(1 vote)
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    • female robot amelia style avatar for user Johanna
      “Their concentric rings amplify and concentrate light” isn’t grammatically a fragment. It isn’t always the most helpful thing to think of a sentence as making sense or being a complete thought. To be a sentence (or an independent clause), something needs to have a subject and predicate, and it can’t leave out parts of any phrases it introduces. For example, you can’t just say, “I will drive to” because you don’t give the preposition “to” any object. “I will drive to school” works as a complete sentence, though.

      Nowhere in the requirements for a sentence is including the noun to which a pronoun refers (the pronoun’s antecedent).

      Let’s take your first sentence as an example: “This is a problem I have time and time again.“ It’s a complete sentence, even though we don’t know what the demonstrative pronoun “this” is out of context. Of course I can tell that “this” is sentences omitting pronouns’ antecedents, but that one sentence doesn’t tell me that. It’s still a sentence.

      Your first sentence also omits the antecedent of the pronoun “I”. Out of context, I’d have no clue who “I” is. Again, though, I can guess that “I” is in fact the Khan Academy learner “ddgraham447”.

      Basically, a sentence needs to include a subject and predicate, and it can’t leave any phrase or clause it introduces unfinished. A sentence does not need to include its pronouns’ antecedents, though.

      Does that help?
      (1 vote)
  • duskpin ultimate style avatar for user programmer
    Yet again, another question that will not be asked in the SAT...since these videos are definitely not being very helpful could someone possibly give me a detailed description of the different punctuations - and when which one is better over the rest?
    (1 vote)
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  • aqualine seed style avatar for user Asha Patterson
    What is the purpose of a semicolon and how does it differ from the purpose of a comma?
    (0 votes)
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    • duskpin seedling style avatar for user foooood!!!
      i think that a semicolon separates two main clauses. kind of like two sentences that are closely related. a comma would make both clauses one sentence and a full stop would make the clauses too separate. best to check it out though.
      (3 votes)

Video transcript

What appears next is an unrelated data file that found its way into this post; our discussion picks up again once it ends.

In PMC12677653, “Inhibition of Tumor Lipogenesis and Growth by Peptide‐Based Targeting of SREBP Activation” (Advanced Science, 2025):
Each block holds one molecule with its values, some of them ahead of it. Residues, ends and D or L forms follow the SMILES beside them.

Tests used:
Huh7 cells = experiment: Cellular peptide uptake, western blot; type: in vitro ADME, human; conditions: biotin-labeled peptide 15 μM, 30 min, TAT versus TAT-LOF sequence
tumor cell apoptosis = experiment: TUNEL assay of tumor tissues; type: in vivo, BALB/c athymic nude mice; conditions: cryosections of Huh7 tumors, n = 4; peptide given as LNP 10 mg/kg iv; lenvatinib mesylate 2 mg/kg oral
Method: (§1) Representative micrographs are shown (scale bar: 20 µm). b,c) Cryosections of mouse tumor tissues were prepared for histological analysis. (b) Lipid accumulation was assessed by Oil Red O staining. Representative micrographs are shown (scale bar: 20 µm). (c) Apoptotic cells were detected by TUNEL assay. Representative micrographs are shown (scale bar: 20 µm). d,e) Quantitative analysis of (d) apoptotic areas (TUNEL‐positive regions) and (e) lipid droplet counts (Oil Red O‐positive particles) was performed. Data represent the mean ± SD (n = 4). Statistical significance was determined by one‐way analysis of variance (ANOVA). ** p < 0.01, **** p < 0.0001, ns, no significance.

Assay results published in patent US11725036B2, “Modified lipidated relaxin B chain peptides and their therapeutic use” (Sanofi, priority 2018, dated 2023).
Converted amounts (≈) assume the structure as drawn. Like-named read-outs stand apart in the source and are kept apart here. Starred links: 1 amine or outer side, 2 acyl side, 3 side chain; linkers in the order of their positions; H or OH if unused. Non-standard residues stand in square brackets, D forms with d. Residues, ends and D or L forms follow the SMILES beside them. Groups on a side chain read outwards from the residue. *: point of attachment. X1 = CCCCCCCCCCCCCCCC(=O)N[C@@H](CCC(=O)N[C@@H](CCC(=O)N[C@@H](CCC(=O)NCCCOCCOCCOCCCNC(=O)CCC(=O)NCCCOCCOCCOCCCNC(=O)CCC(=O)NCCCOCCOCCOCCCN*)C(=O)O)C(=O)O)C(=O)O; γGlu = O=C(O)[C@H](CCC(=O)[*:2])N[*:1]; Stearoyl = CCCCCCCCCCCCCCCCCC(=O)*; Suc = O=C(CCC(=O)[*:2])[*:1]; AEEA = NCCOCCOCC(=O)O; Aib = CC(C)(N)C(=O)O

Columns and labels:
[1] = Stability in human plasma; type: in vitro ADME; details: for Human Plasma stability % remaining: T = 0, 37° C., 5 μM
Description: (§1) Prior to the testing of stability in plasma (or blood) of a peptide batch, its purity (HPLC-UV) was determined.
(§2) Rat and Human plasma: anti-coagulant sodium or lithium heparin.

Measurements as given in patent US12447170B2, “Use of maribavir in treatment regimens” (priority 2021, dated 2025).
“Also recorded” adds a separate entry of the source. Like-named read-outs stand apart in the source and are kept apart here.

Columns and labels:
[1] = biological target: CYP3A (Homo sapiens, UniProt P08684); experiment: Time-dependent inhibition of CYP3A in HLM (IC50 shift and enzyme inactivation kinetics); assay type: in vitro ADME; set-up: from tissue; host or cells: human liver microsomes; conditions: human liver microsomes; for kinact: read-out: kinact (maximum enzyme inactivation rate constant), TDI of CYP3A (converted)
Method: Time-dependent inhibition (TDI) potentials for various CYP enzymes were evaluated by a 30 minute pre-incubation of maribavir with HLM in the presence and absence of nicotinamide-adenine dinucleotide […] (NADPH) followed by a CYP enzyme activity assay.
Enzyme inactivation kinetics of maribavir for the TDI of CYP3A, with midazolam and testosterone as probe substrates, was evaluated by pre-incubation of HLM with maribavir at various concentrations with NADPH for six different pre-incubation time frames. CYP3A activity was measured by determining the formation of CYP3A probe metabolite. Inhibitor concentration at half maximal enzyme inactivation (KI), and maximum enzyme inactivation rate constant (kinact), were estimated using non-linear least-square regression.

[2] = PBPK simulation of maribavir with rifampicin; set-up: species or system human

- [Instructor] So, let's take a look at these answers choices but before we do, let's talk about this word fresnel for a second. Because I was confused about it but my colleague, who has a long history in the theatre world, tells me that in the US, you don't say the s. You say fresnel, accent on the nel. Anyway. We are trying to figure out what piece of punctuation should go between purpose and their. Should it be purpose, semi-colon, their as it is in the sentence? Should it be purpose, period, capital T their? Should it be purpose, comma, their? Or should it be purpose, colon, their? Well, in order to figure out what piece of punctuation we ought to use, first we should evaluate what this sentence is. Break it down into its component parts. So we've already got these aforementioned fresnel lenses. Well, we know that this is a subject. So we've got fresnel lenses, that's our subject. What's the verb that they take? Are. Okay. So there's our verb are shaped. And then we're going to be looking for another noun that has a verb. Oh, there's another one. Rings. And then here's another verb, amplify and concentrate. So we've got a subject verb, punctuation, subject verb. And so what we're looking at here then is two independent clauses. So I'll bracket them off. So we're looking for one answer for a piece of punctuation that doesn't work. All the other answer choices should be able to unite independent clauses. So we're looking for the one outlier. The one thing that can't do that. So, okay. So option A. Semi-colon. What does a semi-colon do? It unites independent clauses. So right off the bat, we can say, alright, knock this one out. We know that this works so it is acceptable. We're looking for something that's not acceptable. Option B. Purpose, period, capital T, their. Well, so if we know that fresnel lenses are shaped in a specific way and for a very specific purpose, is a an independent clause. Remember that an independent clause can also just be a sentence. That is, in fact, why they are independent. So if this is a sentence, and this is also a sentence, then there's nothing wrong with dividing them up with a period and capitalizing the first letter of their. So, that checks out to me. Answer C. Well, now this is curious. We've got this comma here and we've got two independent clauses and we know that commas cannot unite independent clauses on their own. They need to be combined with a coordinating or a fanboys conjunction. That's the conjunction for, and, nor, but, or, yet, and so. And if you use a comma, plus a coordinating or fanboys conjunction, you can combine two independent clauses. But if you don't, if there's no fanboys, if it's just a comma on its own, that results in what we call a comma splice, which is ungrammatical. So right now, option C is looking like it might be our choice. Well, but let's see if we can eliminate answer choice D. Let's not jump to any conclusions. So this one uses a colon. Purpose, colon, their. Well, what are the powers of a colon? We know that the colon has the power to introduce things. How do you do? I'm the colon. The colon can introduce. Lists, rather like this one. Descriptions. Explanations or quotations. And also in order to use a colon, and a colon has to follow an independent clause. So what we're looking at here is an independent clause connecting to another independent clause. That's not a list, but it is kind of a description or explanation. Fresnel lenses are shaped in a specific way and for a very specific purpose, colon, their concentric rings amplify and concentrate light. So it describes their shapes, concentric rings. And it describes why, the purpose for amplifying and concentrating light. We're kind of using this punctuation mark the colon as an accelerating agent, right? We set up in this first independent clause that fresnel lenses have these particular properties and then we use the colon to build the momentum into the second independent clause. And so what does this mean? It means that we can use colons, which means we can knock out this answer, which means that C is our correct choice. When you're given a punctuation question, like this one, the first thing to do is to figure out the context of the sentence. You know, how many independent clauses or dependent clauses are you working with. Because that can change the landscape, and that can change the appropriate punctuation to use in that scenario.